Two days ago, Mexican authorities seized 134 tons of marijuana in Tijuana, just across the border from California. The value of the seizure was estimated at $340 million. According to the logic of prohibitionist economics, such a huge bust should have quite a damaging effect on the marijuana market in the United States, right?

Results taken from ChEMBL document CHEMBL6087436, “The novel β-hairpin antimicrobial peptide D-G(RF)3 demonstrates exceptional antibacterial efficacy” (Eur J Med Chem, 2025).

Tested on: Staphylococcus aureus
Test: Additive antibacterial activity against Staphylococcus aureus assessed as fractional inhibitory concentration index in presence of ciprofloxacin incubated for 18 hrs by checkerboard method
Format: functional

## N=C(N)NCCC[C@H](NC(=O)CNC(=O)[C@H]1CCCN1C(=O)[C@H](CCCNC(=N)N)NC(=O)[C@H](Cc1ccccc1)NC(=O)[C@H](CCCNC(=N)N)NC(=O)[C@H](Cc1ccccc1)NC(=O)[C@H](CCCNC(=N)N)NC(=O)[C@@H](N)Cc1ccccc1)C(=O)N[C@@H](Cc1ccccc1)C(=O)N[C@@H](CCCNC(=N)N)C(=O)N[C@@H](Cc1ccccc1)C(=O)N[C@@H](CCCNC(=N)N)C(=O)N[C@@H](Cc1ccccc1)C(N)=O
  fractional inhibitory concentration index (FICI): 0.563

Wrong. Mexico confiscated more than 1,300 tons of marijuana in 2009 alone, and before that the average was more than 2,000 tons per year. Yet each year, production goes up and street prices in the U.S. remain relatively static.